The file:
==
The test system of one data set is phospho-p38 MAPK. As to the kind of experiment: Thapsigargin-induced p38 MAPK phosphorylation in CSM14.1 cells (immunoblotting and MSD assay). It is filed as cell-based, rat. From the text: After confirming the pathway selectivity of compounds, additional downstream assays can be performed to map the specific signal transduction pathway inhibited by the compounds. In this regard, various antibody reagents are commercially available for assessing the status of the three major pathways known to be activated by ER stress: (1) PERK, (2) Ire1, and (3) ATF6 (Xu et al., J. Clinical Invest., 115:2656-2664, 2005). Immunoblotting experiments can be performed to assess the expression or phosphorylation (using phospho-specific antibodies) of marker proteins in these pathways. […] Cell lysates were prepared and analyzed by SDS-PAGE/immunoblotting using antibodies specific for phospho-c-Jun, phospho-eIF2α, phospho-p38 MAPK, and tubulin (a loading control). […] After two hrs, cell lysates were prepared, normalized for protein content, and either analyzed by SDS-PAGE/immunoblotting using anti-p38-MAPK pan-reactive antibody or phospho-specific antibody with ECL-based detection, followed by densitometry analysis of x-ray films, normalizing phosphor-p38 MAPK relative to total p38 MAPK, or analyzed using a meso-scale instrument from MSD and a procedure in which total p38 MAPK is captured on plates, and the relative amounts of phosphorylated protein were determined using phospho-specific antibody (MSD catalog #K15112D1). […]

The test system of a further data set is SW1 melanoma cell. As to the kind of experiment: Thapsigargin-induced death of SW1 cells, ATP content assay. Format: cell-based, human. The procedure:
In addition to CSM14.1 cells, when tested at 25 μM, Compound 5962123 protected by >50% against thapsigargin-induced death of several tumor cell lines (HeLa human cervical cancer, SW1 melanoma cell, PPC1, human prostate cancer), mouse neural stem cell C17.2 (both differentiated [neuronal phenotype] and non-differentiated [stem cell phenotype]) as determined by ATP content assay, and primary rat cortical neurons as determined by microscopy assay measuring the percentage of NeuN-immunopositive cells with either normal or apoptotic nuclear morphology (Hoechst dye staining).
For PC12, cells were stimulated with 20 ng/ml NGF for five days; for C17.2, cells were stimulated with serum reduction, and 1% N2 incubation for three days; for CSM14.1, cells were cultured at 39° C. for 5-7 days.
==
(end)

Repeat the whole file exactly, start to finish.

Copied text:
The test system of one data set is phospho-p38 MAPK. As to the kind of experiment: Thapsigargin-induced p38 MAPK phosphorylation in CSM14.1 cells (immunoblotting and MSD assay). It is filed as cell-based, rat. From the text: After confirming the pathway selectivity of compounds, additional downstream assays can be performed to map the specific signal transduction pathway inhibited by the compounds. In this regard, various antibody reagents are commercially available for assessing the status of the three major pathways known to be activated by ER stress: (1) PERK, (2) Ire1, and (3) ATF6 (Xu et al., J. Clinical Invest., 115:2656-2664, 2005). Immunoblotting experiments can be performed to assess the expression or phosphorylation (using phospho-specific antibodies) of marker proteins in these pathways. […] Cell lysates were prepared and analyzed by SDS-PAGE/immunoblotting using antibodies specific for phospho-c-Jun, phospho-eIF2α, phospho-p38 MAPK, and tubulin (a loading control). […] After two hrs, cell lysates were prepared, normalized for protein content, and either analyzed by SDS-PAGE/immunoblotting using anti-p38-MAPK pan-reactive antibody or phospho-specific antibody with ECL-based detection, followed by densitometry analysis of x-ray films, normalizing phosphor-p38 MAPK relative to total p38 MAPK, or analyzed using a meso-scale instrument from MSD and a procedure in which total p38 MAPK is captured on plates, and the relative amounts of phosphorylated protein were determined using phospho-specific antibody (MSD catalog #K15112D1). […]

The test system of a further data set is SW1 melanoma cell. As to the kind of experiment: Thapsigargin-induced death of SW1 cells, ATP content assay. Format: cell-based, human. The procedure:
In addition to CSM14.1 cells, when tested at 25 μM, Compound 5962123 protected by >50% against thapsigargin-induced death of several tumor cell lines (HeLa human cervical cancer, SW1 melanoma cell, PPC1, human prostate cancer), mouse neural stem cell C17.2 (both differentiated [neuronal phenotype] and non-differentiated [stem cell phenotype]) as determined by ATP content assay, and primary rat cortical neurons as determined by microscopy assay measuring the percentage of NeuN-immunopositive cells with either normal or apoptotic nuclear morphology (Hoechst dye staining).
For PC12, cells were stimulated with 20 ng/ml NGF for five days; for C17.2, cells were stimulated with serum reduction, and 1% N2 incubation for three days; for CSM14.1, cells were cultured at 39° C. for 5-7 days.